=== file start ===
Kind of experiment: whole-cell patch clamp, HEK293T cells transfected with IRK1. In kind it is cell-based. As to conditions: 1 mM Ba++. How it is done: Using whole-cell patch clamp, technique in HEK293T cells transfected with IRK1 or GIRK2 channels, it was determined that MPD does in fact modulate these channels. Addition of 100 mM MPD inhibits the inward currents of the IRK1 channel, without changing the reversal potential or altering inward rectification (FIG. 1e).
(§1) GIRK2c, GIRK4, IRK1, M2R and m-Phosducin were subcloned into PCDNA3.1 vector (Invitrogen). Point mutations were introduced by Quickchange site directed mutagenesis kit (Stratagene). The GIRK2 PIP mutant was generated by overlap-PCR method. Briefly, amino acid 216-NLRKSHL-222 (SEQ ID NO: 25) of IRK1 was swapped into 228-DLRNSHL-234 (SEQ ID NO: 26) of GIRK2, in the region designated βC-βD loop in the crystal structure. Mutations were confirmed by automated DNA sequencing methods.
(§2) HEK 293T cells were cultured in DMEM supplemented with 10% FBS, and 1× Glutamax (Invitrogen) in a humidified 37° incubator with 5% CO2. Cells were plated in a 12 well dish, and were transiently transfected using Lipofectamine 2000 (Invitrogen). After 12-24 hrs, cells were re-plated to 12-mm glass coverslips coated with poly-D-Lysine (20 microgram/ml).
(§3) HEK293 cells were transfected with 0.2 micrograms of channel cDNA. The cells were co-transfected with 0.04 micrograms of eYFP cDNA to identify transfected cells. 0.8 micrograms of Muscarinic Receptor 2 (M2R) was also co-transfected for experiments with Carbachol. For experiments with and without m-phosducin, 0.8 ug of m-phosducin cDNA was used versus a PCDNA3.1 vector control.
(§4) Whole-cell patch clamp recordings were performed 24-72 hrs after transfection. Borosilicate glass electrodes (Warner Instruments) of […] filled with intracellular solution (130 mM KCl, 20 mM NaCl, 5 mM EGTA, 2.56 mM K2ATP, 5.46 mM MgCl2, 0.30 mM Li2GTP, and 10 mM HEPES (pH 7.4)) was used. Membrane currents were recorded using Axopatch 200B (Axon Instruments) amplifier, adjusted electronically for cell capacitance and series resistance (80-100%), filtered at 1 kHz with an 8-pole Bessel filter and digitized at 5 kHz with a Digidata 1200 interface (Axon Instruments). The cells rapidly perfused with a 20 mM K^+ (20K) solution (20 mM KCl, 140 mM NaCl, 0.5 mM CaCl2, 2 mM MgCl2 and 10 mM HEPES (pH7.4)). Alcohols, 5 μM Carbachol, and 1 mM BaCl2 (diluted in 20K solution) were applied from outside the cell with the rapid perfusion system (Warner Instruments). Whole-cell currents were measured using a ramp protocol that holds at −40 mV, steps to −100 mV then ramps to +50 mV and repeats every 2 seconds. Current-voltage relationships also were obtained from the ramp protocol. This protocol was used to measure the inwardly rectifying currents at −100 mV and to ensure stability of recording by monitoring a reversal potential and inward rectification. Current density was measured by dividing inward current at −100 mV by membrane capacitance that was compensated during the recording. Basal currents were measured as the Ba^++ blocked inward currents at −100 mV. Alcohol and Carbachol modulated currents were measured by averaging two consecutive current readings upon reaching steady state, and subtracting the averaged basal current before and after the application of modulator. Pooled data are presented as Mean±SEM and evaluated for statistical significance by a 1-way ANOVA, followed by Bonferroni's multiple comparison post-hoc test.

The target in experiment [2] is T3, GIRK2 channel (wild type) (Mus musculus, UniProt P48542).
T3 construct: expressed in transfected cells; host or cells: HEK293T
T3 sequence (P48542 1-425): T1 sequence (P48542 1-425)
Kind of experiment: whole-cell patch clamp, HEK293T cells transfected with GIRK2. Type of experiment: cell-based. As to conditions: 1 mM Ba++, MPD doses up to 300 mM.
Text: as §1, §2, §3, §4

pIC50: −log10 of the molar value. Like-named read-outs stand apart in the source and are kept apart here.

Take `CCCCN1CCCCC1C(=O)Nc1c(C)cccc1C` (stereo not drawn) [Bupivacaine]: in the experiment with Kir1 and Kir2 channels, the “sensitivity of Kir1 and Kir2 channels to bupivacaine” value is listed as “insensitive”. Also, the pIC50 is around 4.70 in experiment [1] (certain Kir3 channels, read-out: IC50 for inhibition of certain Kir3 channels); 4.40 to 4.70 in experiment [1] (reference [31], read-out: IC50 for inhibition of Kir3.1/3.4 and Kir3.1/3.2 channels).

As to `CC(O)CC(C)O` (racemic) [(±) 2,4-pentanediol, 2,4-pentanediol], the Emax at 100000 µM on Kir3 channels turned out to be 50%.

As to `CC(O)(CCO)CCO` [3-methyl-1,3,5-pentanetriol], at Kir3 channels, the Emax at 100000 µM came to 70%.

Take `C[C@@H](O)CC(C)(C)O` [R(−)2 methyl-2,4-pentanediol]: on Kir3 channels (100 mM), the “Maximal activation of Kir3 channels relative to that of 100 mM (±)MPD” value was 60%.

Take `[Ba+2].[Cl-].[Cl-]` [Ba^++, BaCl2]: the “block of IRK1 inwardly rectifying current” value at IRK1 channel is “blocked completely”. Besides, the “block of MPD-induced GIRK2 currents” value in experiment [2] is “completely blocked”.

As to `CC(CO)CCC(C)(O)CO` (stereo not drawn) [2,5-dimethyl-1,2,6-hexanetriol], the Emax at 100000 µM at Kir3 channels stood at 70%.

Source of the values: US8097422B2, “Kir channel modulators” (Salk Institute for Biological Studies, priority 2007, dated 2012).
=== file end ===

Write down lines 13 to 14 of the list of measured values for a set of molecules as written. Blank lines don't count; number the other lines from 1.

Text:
As to `CC(O)CC(C)O` (racemic) [(±) 2,4-pentanediol, 2,4-pentanediol], the Emax at 100000 µM on Kir3 channels turned out to be 50%.

As to `CC(O)(CCO)CCO` [3-methyl-1,3,5-pentanetriol], at Kir3 channels, the Emax at 100000 µM came to 70%.